I predict that the executive assistants who’ll be part of the great resignation in Australia will be the ones who feel ready to take on a more senior role in their organisation, but are frustrated that opportunities are denied to them. In the past decade, the role of the executive assistant has changed drastically. With the advent of technology and SaaS tools to reduce administrative duties, executive assistants are free to take on a business partner or chief of staff role. Sadly, some employers still prefer a transactional executive assistant to merely implement office administration. While that function is often necessary, it leaves ambitious executive assistants with no way to grow and evolve their career. They want to build their skills, reach the top of their game and make a dynamic contribution to their organisations as senior members of the leadership team. Employers who refuse to recognise this are more likely to find a resignation letter on their desk in the coming months. Therefore, it may be a good time to speak to your executive assistant about taking on more senior responsibilities and give them an exciting challenge that widens their professional capabilities and gives them the support they need to flourish as they step up into a business partner role.
Executive assistant expect fair remuneration
As a specialist EA recruiter, I’ve seen executive assistant salaries increase significantly over recent years. Senior level business partner executives can now command a salary of $120-$150,000+ for their contribution. The executive assistant role often requires long hours in the office, arriving before their leader and departing after them. So that executive assistant salary should recognise that level of commitment. Employers expecting highly qualified, experienced, capable and confident candidates at $80-100,000 per annum will be sorely disappointed with the quality of applications they receive. Therefore, employers who value their executive assistant’s loyalty and contribution would be wise to ensure their salary grade is in line with national standards.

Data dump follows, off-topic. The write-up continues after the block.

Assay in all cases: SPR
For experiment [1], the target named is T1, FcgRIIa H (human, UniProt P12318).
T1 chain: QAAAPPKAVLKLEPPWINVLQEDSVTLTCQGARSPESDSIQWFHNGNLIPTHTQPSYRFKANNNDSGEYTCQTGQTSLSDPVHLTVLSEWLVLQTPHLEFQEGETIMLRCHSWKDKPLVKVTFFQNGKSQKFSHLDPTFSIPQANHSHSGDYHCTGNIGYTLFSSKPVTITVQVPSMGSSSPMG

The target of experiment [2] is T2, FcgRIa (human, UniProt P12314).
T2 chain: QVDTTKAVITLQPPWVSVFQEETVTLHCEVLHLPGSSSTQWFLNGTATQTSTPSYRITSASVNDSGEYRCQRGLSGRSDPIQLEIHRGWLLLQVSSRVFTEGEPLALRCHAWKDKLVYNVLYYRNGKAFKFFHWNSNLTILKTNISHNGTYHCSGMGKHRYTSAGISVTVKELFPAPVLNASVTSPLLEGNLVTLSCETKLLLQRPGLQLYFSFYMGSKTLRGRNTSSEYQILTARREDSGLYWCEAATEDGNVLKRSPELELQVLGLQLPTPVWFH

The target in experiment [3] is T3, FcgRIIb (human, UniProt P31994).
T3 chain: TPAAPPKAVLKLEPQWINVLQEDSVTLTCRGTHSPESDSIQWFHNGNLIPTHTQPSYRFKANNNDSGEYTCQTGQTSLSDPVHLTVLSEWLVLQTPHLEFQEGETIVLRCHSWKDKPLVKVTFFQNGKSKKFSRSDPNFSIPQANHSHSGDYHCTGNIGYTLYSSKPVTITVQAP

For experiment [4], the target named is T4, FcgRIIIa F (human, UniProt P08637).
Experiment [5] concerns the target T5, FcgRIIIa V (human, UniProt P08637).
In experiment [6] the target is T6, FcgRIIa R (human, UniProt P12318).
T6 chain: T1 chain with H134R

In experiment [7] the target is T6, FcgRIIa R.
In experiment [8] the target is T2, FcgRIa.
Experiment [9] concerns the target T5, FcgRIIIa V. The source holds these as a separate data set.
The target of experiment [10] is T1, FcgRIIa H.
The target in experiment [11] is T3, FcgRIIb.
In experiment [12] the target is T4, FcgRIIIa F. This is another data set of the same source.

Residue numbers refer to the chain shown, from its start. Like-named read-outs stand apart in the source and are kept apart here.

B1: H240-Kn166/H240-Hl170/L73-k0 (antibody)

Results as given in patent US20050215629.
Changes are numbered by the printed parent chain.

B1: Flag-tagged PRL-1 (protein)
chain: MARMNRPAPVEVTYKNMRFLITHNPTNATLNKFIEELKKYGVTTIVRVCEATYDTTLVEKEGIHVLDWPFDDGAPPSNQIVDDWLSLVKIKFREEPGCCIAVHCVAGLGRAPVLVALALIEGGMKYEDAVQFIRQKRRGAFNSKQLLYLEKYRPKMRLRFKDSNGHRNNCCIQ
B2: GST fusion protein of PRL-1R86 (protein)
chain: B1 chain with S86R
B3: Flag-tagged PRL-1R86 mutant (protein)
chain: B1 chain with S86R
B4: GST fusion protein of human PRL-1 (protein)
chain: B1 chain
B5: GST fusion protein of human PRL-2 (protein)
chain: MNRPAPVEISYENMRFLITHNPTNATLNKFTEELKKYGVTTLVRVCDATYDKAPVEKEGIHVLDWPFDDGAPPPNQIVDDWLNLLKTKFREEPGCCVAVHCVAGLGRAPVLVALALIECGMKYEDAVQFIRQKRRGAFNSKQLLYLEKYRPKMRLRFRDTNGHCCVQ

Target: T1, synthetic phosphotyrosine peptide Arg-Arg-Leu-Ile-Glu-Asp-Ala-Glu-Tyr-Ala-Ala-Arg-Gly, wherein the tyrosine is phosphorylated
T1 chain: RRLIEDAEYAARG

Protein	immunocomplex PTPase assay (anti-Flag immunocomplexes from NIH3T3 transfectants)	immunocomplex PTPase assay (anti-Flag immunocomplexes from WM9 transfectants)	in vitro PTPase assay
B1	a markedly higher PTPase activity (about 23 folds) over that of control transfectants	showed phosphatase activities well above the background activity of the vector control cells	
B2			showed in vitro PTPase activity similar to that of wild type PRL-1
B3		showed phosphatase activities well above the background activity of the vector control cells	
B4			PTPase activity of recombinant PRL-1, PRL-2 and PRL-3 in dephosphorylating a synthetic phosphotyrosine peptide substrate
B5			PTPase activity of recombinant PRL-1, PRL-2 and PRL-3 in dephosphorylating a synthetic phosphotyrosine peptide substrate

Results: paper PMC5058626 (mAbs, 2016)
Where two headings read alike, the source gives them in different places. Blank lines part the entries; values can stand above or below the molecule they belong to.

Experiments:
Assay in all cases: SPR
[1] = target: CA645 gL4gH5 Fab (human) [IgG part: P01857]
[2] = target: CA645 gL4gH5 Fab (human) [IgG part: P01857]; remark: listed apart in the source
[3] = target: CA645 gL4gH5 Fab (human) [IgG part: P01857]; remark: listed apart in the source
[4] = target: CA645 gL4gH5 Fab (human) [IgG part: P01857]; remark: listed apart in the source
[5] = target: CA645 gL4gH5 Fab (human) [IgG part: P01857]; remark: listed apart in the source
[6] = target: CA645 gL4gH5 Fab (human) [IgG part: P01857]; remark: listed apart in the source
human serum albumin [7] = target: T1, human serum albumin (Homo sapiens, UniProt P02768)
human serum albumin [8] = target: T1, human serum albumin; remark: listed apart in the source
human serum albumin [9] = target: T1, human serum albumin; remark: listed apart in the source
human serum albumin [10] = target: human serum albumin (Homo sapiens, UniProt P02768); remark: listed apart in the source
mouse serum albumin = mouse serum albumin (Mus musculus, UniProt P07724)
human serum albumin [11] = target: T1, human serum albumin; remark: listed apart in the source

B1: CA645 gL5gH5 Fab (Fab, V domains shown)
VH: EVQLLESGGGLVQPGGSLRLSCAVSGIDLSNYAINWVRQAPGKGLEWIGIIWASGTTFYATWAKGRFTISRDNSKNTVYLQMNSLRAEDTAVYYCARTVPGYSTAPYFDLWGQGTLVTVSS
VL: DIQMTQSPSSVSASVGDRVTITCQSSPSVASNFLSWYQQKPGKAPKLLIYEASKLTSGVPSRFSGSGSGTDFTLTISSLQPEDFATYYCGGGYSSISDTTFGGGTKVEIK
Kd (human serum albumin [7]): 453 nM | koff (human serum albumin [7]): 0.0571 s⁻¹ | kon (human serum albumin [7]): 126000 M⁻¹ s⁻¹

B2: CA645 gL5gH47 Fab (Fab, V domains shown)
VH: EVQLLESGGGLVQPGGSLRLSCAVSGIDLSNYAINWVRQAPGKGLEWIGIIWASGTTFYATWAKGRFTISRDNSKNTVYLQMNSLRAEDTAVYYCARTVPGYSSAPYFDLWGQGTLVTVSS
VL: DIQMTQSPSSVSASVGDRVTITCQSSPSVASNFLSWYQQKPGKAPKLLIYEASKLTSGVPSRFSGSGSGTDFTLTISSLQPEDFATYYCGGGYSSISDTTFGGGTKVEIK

Features and benefits of a role matter enormously
While executive assistant salary is important, other elements matter greatly too. Like all employees, executive assistants want to spend time in a workplace that offers plenty of appeal and benefits — location included. All things being equal, employers with modern, well-equipped offices in the city will always attract a higher calibre of candidates. Benefits matter too. Executive assistants are likely to enjoy benefits, discounts and perks, just as all employees do. This can include all sorts of incentives, memberships and wellbeing programs. Investment in professional development is also seen as an attractive drawcard.
The time is ripe for EAs looking for a new challenge
For those executive assistants who are ready to further their career in a new role, the time is now. Tremendous opportunities with leading employers who are willing to offer generous salaries, benefits and bonuses await. Never before has the demand for highly qualified and capable business partner executive assistants been so high. If you’re seeking a role where you can have the seniority, salary and lifestyle you expect, then now is an ideal time to have the conversation.
Looking to hire your next executive assistant?
Speak to Anastasia today by calling 0421 16 55 96 or list your vacancy with us today.